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Legal Memorandum: Crime of Moral Turpitude and Immigration Laws

Issue: Does a conviction of violating Conn. Gen. Stat. 53-21, placing a child at risk of injury, constitute a ‘crime of moral turpitude,’ as defined by federal immigration laws?

Area of Law: Immigration & Naturalization Law
Keywords: Crime of moral turpitude; Federal immigration laws; Placing a child at risk of injury
Jurisdiction: Connecticut, Federal, New York
Cited Cases: 63 F.2d 757; 98 F.3d 183; 794 A.2d 1071; 52 F.3d 238; 206 F.3d 253; 32 F. Supp. 797
Cited Statutes: 8 U.S.C. § 1227(a)(2)(A)(i); 22 C.F.R. § 40.22; Conn. Gen. Stat. § 53-21(a)(1);
Date: 03/01/2004

An alien who commits a crime of moral turpitude commits a deportable offense under 8 U.S.C. § 1227(a)(2)(A)(i), which provides:

Any alien who – 

 

(i)  is convicted of a crime involving moral turpitude committed within five years (or 10 years in the case of an alien provided lawful permanent resident status under section 1255(j) of this title) after the date of admission, and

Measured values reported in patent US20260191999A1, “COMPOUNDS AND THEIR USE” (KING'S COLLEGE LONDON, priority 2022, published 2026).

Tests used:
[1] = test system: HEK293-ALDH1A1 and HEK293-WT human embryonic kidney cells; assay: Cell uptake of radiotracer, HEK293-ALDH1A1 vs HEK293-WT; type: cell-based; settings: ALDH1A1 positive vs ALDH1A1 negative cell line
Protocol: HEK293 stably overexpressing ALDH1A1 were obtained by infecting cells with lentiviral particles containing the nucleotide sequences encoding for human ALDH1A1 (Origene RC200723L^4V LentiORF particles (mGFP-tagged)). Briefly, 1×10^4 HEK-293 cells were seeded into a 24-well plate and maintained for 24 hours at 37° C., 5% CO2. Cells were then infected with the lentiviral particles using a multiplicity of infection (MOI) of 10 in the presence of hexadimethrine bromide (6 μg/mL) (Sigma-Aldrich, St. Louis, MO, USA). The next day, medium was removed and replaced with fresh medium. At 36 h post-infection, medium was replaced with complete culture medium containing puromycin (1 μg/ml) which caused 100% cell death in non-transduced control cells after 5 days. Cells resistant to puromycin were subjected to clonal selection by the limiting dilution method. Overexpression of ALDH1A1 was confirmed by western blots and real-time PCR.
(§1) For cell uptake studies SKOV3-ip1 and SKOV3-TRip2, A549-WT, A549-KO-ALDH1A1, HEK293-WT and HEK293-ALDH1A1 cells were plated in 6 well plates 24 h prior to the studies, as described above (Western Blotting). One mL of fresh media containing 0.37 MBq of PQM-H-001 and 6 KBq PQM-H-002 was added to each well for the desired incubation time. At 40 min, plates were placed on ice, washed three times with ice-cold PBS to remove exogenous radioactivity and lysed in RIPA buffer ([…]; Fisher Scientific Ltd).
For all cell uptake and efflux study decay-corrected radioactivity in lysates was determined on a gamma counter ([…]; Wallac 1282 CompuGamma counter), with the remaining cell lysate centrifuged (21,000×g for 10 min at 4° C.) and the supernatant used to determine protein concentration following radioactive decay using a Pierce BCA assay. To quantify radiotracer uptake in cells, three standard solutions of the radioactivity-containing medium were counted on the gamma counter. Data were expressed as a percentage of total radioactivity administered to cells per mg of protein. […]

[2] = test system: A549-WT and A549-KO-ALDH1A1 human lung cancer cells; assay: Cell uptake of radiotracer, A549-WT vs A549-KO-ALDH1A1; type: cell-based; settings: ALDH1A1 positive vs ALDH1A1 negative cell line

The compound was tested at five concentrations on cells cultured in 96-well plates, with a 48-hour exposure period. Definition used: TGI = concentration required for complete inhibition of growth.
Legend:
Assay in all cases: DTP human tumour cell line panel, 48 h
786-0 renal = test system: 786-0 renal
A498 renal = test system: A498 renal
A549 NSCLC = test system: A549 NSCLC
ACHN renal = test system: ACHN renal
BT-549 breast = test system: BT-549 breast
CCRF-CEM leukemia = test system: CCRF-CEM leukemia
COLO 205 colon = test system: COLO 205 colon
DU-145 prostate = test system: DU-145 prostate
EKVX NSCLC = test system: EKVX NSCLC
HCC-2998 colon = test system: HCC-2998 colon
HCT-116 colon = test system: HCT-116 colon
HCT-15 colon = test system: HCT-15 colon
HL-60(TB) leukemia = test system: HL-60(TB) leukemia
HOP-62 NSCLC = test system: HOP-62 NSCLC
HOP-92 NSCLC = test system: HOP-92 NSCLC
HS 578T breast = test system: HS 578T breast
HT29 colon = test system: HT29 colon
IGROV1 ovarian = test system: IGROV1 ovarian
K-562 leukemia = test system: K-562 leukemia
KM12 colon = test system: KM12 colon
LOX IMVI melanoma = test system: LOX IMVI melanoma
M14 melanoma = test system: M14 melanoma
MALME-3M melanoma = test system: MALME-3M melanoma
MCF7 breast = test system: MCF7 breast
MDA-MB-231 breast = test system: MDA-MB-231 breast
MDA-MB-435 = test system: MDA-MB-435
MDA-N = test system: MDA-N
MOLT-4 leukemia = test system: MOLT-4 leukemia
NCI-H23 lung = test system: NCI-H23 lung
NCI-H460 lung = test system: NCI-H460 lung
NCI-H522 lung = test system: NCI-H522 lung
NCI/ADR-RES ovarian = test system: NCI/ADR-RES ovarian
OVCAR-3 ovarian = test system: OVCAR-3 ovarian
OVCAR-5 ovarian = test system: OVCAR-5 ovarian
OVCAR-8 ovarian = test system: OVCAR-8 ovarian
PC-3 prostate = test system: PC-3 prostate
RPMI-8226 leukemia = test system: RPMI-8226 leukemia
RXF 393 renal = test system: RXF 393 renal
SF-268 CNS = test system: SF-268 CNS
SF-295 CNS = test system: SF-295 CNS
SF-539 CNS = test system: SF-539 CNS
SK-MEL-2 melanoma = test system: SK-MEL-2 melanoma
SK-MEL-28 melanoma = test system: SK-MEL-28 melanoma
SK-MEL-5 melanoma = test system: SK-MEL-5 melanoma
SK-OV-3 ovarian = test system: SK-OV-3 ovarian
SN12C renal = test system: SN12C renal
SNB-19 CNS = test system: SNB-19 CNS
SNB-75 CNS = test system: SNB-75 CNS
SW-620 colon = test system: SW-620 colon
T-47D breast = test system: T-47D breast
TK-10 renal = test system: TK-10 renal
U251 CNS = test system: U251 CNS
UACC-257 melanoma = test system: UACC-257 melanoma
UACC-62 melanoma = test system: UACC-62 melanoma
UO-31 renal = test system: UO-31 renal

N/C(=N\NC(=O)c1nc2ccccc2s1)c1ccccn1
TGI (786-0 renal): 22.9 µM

(ii) is convicted of a crime for which a sentence of one year or longer may be imposed, is deportable.

8 U.S.C. § 1227(a)(2)(A)(i) (2003).

The definition of “moral turpitude” is not provided in § 1227, nor elsewhere in the Immigration and Naturalization Act.  However, other sources provide the court some guidance in considering moral turpitude.  Crimes of moral turpitude, for purposes of eligibility for admission, include “the commission of acts which constitute the essential elements of a crime . . . under the criminal law of the jurisdiction where they occurred.”  22 C.F.R. § 40.22 (2003).  These acts, however, must be based “upon the moral standards generally prevailing in the United States.”  Id.  Additionally, courts have long held that a conviction involves moral turpitude only if it is an “act of baseness, vileness and depravity in the private and social duties which man owes to his fellowmen or to society in general contrary to the accepted and customary rule of right and duty between man and man.”  U.S. v. Reimer, 32 F. Supp. 797, 798 (S.D.N.Y. 1940).  […]

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